Written by Rich Forestano Friday, 30 November 2012 00:00
New York Giants wide receiver Hakeem Nicks knows that and showcased those ideals at his recent ProCamps Worldwide Ultimate Fan Experience presented by Citi at Hofstra University on Saturday, Nov. 17. Nicks, a four-year veteran, used the team’s bye week to give future gridiron greats an inside look of what it is to be an NFL player.
He put on a catching clinic which focused on everything from route running, line of scrimmage technique, proper ball placement in the arm, among other callisthenic drills. The 6’1, 215-pound Nicks touched on childhood health in an interview with Anton Newspapers, stating that being active and health consciousness is key, whether it’s catching passes at MetLife Stadium or going about a daily routine.
“Activity at a young age is very important,” Nicks said inside the David S. Mack Student Center as he signed an autograph for a child. “Regardless of the age, childhood health is key and should not take a back seat in a girl or boys life.”
From the swim move, to the slant, curl, hitch and go routes, Nicks hammered two common themes home to youngsters in Hempstead: dedication and practice, practice and practice.
“You learn at an early age the fundamentals of football take you a long way in life,” Nicks said. “For me personally, I learned that at a young age and I just tried to better myself. As the years went on with the fundamentals of the game, I just worked on those fundamentals, getting back to the basics of football. It’s all about practice.”
The North Carolina native called his chance to toe the line in the NFL a gift from God and is always looking to pay it forward, educating youngsters in the fundamentals of America’s passion that is professional football. Nicks credited the passages from the Bible that aid him in preparing for what lies ahead.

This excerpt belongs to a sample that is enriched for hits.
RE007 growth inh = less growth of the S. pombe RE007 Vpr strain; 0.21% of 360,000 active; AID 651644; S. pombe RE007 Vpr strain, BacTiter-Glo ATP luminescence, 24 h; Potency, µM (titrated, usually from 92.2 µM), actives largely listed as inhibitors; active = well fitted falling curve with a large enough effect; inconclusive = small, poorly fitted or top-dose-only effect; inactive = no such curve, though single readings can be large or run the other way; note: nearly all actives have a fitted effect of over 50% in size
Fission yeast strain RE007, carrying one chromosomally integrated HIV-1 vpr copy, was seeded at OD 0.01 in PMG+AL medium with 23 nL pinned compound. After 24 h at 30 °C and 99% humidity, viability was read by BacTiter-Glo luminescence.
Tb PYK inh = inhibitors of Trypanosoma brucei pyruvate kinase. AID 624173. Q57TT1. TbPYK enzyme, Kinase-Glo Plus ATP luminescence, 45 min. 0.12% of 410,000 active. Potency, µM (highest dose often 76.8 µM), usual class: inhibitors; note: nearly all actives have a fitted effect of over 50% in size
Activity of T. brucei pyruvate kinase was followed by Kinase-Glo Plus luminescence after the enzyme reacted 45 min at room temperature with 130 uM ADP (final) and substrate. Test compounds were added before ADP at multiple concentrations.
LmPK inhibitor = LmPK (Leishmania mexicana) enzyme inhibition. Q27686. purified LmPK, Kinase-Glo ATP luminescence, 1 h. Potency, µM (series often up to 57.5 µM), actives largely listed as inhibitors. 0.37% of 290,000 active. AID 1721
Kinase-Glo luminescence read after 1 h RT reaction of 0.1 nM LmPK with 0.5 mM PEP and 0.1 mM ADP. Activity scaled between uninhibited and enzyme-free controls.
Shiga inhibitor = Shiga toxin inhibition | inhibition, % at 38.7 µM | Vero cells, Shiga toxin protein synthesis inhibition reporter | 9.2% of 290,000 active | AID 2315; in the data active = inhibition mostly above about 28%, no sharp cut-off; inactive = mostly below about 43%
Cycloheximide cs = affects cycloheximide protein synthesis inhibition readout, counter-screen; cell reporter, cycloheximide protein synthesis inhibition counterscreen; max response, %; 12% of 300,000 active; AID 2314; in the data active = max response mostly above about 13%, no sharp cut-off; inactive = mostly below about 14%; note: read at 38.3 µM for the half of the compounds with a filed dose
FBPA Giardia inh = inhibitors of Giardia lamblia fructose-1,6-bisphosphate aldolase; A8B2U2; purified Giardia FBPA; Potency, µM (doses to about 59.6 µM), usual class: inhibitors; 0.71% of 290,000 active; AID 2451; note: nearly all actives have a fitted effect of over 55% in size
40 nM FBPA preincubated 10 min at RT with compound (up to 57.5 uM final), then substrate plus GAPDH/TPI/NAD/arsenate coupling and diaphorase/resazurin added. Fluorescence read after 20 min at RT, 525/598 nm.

“I go with the flow and always make sure I read the Scriptures,” he said. “They are an important part of my life and I cherish them dearly.”
Rod Huber, head football coach at the College of Mount Saint Joseph in Ohio has worked with the likes of Rob Gronkowski, Adrian Peterson, Ben Roethlisberger and other NFL stars at ProCamps around the country. He lets the campers look into the mind of a collegiate football coach.
This marked the first time Huber has worked with Nicks, who he commended for using an off day to teach kids some key aspects of the game. Huber hosts 22 camps per year and noted similar points of interest Nicks found important, especially safe play. He started working with ProCamps in 2005.
“The concussion thing scares a lot of parents away from football,” said Huber. “We believe that if you start teaching a young child at eight and nine and 10 years old…flag football, how to catch the ball and how to run with your head up and tag kids, never dropping your head. By the time they get to middle school and they understand saying ‘this is how they taught me how to play the game without pads on,’ then when they start putting those pads on, they already have a good fundamental base on the safety that is necessary to play this great game.”
Nicks said that as he was telling the kids at the ProCamps event to stay strong and dedicated, he reminded himself that he and his teammates tell each other that everyday. “We all work hard and we go hard at each other to make each other better.”